U.S. Tested Agent Orange In Panama, Reports Say
The Dallas Morning News
PANAMA CITY - The United States military conducted secret tests of Agent Orange and other toxic herbicides in Panama during the 1960s and '70s, potentially exposing many civilians and military personnel to lethal chemicals, according to documents and eyewitness accounts.
According to these accounts, hundreds of barrels of Agent Orange were shipped to Panama at the height of the Vietnam War, then sprayed on jungle areas to simulate the battlefield conditions of Southeast Asia.
The U.S. Southern Command, the U.S. military authority in Panama, said it was unaware of any tests involving Agent Orange there.
If Agent Orange was sprayed, said Raul Duany, a Southern Command spokesman, "it wouldn't pose a threat today because it should have dissipated by now."
The Panamanian government has tried to obtain proof that the United States used lethal chemical weapons and herbicides in Panama in an effort to obtain compensation for cleanup and possible damages. The U.S. military will complete a scheduled withdrawal from Panama on Dec. 31.
Agent Orange is a nickname given to a chemical herbicide sent in 55-gallon drums to Vietnam in the 1960s and '70s for use in defoliating forests to expose movements of Viet Cong guerrillas. The nickname came from the drums, which were painted black with an orange stripe.
The Veterans Affairs Department (VA) has acknowledged that the use of Agent Orange or similar toxic herbicides contributed to the deaths of at least three U.S. servicemen stationed in Panama in the 1960s and '70s, said Bill Russo, of the Vietnam Veterans of America. Their survivors are receiving service-related death benefits as a result.
One such case was that of Army Spec. Donald Jones, whose survivors say he was exposed to Agent Orange while serving in Panama from 1971 to 1974. He died in 1997 of non-Hodgkins lymphoma. The VA agreed that Jones had been exposed to the herbicide, said his widow, Pamela Jones of Pleasanton, Texas.
In testimony at a VA hearing on Jones' case in November 1997, Charles Bartlett, former operations officer for herbicide research at the Army biological research-and-development laboratories at Fort Detrick, Md., stated that Agent Orange was shipped to Panama in the late 1960s for tests.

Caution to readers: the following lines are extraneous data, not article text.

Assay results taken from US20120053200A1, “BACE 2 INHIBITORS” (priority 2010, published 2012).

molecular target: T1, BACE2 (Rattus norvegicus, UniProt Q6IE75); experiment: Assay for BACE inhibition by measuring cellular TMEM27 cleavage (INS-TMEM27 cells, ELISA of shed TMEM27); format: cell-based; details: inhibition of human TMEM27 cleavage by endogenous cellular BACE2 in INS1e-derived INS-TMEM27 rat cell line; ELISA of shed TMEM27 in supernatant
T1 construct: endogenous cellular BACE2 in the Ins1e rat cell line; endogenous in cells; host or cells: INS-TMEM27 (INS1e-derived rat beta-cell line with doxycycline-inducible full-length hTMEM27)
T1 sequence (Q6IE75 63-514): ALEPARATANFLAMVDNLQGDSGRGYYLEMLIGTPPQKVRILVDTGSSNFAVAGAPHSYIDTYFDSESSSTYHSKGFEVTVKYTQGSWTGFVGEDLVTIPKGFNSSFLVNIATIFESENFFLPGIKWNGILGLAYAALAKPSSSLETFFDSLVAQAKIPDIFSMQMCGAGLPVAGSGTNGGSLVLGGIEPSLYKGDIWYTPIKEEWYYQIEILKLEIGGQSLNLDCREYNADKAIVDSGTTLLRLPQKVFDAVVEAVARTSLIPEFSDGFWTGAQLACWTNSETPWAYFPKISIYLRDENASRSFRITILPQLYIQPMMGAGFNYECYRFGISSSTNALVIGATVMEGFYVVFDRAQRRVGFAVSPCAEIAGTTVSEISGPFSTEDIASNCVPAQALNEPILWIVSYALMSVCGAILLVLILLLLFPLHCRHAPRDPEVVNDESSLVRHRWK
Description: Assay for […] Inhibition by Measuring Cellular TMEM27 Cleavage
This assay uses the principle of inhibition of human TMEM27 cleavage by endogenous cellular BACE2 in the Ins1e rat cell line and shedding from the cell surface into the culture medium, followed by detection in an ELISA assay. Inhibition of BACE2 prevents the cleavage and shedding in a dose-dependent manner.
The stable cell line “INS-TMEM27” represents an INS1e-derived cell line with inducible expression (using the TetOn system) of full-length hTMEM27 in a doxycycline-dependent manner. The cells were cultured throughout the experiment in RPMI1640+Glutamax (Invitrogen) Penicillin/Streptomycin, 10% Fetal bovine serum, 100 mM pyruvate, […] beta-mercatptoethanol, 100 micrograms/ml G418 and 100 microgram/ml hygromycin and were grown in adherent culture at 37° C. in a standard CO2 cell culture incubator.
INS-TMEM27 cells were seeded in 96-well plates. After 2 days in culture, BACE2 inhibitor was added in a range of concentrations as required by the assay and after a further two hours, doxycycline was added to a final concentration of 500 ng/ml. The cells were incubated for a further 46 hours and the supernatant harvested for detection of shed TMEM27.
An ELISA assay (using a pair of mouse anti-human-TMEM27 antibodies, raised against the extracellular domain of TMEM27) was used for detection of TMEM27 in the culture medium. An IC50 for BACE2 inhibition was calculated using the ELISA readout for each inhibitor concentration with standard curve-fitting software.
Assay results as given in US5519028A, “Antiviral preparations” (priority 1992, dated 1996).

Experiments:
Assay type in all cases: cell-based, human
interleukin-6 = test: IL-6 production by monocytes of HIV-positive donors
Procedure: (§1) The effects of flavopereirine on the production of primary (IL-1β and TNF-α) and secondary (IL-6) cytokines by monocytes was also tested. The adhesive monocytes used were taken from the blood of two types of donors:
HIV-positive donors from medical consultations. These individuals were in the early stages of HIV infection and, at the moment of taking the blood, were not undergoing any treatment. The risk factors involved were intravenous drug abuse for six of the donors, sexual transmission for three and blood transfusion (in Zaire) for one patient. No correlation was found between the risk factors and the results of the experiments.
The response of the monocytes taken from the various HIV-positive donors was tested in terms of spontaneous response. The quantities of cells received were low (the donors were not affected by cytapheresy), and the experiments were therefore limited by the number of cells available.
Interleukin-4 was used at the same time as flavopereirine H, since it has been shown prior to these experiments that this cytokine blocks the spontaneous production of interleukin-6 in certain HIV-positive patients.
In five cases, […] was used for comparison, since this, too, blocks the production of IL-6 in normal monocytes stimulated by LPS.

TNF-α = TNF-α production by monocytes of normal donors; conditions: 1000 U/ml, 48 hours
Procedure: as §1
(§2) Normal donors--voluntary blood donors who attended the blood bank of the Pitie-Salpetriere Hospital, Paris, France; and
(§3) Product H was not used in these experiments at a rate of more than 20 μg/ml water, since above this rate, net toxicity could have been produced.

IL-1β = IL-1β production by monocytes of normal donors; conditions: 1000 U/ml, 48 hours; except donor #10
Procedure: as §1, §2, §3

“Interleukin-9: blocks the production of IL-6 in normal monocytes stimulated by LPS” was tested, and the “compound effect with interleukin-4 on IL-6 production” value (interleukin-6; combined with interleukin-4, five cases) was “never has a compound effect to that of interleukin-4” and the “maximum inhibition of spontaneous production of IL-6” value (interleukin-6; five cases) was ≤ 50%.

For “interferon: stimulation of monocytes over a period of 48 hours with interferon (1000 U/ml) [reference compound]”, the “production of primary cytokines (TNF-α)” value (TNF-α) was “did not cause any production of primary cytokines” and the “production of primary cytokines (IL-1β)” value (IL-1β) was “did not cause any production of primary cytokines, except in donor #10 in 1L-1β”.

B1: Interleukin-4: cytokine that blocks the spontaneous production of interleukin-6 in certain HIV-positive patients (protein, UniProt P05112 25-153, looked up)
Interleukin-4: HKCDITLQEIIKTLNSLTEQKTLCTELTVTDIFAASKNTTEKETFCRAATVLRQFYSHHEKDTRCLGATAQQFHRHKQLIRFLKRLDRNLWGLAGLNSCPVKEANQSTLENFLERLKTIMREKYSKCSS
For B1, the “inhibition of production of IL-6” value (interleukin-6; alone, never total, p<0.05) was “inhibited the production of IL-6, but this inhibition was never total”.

"All of the material was originally shipped . . . to Fort Clayton in (the) Canal Zone. That was an area under U.S. control, and it was a safe area with vegetation similar to Vietnam, and so we wanted to test it there," he said, adding that a number of drums were left there after the tests.
Bartlett could not be reached for comment.
Panamanians as well as Americans may have been exposed to Agent Orange sprayed on at least one test site in Panama, according to documents and eyewitness accounts.
An American veteran who served in Panama from 1968 to 1971 said he witnessed the spraying at a test site close to the Panama Canal and near a popular beach, a recreation center, a sporting club and a lake from which Panama City's drinking water is drawn.
Army Col. David Hunt, the chief liaison officer coordinating the handover of all U.S. military bases to Panama, said that this year, the government provided Panama enough information on its tropical field tests to fill 23 CD-ROM disks.
"We looked through all available documentation on the Tropical Test Center of the U.S. Army from the 1960s through the mid-1990s," he said. "We found no information on the testing of Agent Orange in Panama."
Arnold Schecter of the University of Texas, a leading authority on herbicides that employ a cancer-causing chemical dioxin, such as Agent Orange, said the plant-killing component of Agent Orange would have dissipated quickly if applied in Panama's rainy, tropical climate.
But Agent Orange's highly toxic dioxin component, he said, "lasts in soil and sediment for decades."
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